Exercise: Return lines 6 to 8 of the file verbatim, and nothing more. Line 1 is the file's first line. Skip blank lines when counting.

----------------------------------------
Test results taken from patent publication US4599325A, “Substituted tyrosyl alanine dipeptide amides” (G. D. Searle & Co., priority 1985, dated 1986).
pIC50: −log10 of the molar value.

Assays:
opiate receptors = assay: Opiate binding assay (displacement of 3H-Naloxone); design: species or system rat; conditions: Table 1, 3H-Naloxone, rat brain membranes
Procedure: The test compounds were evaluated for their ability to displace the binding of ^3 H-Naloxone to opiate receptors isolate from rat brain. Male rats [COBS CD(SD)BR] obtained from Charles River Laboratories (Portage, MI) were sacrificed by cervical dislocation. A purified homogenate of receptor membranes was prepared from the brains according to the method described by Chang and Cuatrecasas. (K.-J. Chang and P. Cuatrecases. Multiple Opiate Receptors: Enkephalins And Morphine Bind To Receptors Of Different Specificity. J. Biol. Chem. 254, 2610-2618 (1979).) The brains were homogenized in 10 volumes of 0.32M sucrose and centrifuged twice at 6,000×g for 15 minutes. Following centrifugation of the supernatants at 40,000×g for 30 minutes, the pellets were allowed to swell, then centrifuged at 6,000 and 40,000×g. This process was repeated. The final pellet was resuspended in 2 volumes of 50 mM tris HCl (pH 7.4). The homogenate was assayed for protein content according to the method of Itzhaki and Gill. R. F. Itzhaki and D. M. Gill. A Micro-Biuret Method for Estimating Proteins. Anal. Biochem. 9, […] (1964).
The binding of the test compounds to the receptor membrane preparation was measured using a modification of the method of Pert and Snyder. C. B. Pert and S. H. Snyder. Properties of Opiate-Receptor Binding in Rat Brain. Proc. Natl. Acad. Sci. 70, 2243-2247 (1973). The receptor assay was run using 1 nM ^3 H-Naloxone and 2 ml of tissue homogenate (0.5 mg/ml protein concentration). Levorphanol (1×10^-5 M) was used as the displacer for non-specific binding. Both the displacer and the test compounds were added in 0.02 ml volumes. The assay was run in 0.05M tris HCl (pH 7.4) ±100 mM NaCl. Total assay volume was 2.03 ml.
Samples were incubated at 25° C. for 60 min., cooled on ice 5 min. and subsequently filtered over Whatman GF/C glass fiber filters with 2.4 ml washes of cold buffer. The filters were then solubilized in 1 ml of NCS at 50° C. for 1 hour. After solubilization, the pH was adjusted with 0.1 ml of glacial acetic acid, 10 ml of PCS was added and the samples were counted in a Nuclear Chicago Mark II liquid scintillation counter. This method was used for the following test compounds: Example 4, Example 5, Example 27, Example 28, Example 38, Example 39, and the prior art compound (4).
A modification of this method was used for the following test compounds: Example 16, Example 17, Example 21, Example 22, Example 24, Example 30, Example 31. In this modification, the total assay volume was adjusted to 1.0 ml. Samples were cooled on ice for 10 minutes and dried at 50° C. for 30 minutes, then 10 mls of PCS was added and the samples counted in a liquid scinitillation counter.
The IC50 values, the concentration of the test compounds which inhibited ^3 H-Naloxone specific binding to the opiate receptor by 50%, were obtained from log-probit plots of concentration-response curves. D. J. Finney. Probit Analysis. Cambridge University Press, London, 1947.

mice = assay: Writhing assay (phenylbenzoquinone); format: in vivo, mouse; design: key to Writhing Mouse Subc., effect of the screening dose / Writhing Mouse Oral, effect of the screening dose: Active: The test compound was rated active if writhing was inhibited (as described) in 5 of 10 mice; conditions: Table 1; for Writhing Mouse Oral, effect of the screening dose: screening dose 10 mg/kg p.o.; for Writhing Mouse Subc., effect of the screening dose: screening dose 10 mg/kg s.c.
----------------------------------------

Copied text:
The binding of the test compounds to the receptor membrane preparation was measured using a modification of the method of Pert and Snyder. C. B. Pert and S. H. Snyder. Properties of Opiate-Receptor Binding in Rat Brain. Proc. Natl. Acad. Sci. 70, 2243-2247 (1973). The receptor assay was run using 1 nM ^3 H-Naloxone and 2 ml of tissue homogenate (0.5 mg/ml protein concentration). Levorphanol (1×10^-5 M) was used as the displacer for non-specific binding. Both the displacer and the test compounds were added in 0.02 ml volumes. The assay was run in 0.05M tris HCl (pH 7.4) ±100 mM NaCl. Total assay volume was 2.03 ml.
Samples were incubated at 25° C. for 60 min., cooled on ice 5 min. and subsequently filtered over Whatman GF/C glass fiber filters with 2.4 ml washes of cold buffer. The filters were then solubilized in 1 ml of NCS at 50° C. for 1 hour. After solubilization, the pH was adjusted with 0.1 ml of glacial acetic acid, 10 ml of PCS was added and the samples were counted in a Nuclear Chicago Mark II liquid scintillation counter. This method was used for the following test compounds: Example 4, Example 5, Example 27, Example 28, Example 38, Example 39, and the prior art compound (4).
A modification of this method was used for the following test compounds: Example 16, Example 17, Example 21, Example 22, Example 24, Example 30, Example 31. In this modification, the total assay volume was adjusted to 1.0 ml. Samples were cooled on ice for 10 minutes and dried at 50° C. for 30 minutes, then 10 mls of PCS was added and the samples counted in a liquid scinitillation counter.